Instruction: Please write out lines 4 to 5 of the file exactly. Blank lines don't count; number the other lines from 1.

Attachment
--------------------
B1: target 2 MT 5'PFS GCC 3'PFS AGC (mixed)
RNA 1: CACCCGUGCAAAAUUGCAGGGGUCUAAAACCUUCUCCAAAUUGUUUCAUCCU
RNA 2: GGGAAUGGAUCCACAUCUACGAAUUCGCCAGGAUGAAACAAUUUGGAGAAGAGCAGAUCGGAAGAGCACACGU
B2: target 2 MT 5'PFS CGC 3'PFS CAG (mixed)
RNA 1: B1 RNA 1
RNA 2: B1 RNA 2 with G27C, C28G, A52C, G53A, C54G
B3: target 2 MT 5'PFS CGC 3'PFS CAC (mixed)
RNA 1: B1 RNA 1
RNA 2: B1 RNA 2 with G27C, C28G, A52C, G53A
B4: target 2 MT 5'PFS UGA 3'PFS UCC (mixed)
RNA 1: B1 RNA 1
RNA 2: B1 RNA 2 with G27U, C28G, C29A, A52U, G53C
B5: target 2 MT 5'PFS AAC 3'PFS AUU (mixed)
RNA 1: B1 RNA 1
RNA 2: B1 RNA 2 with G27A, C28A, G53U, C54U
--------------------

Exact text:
B2: target 2 MT 5'PFS CGC 3'PFS CAG (mixed)
RNA 1: B1 RNA 1